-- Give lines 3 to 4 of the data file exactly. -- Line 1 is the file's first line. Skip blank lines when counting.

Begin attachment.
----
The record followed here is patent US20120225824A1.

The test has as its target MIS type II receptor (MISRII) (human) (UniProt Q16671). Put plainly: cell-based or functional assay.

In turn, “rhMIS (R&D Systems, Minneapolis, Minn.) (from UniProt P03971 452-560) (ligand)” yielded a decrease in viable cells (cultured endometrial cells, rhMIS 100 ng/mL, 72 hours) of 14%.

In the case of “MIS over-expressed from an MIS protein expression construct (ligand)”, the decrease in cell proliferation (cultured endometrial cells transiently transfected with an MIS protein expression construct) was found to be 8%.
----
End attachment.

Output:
In turn, “rhMIS (R&D Systems, Minneapolis, Minn.) (from UniProt P03971 452-560) (ligand)” yielded a decrease in viable cells (cultured endometrial cells, rhMIS 100 ng/mL, 72 hours) of 14%.

In the case of “MIS over-expressed from an MIS protein expression construct (ligand)”, the decrease in cell proliferation (cultured endometrial cells transiently transfected with an MIS protein expression construct) was found to be 8%.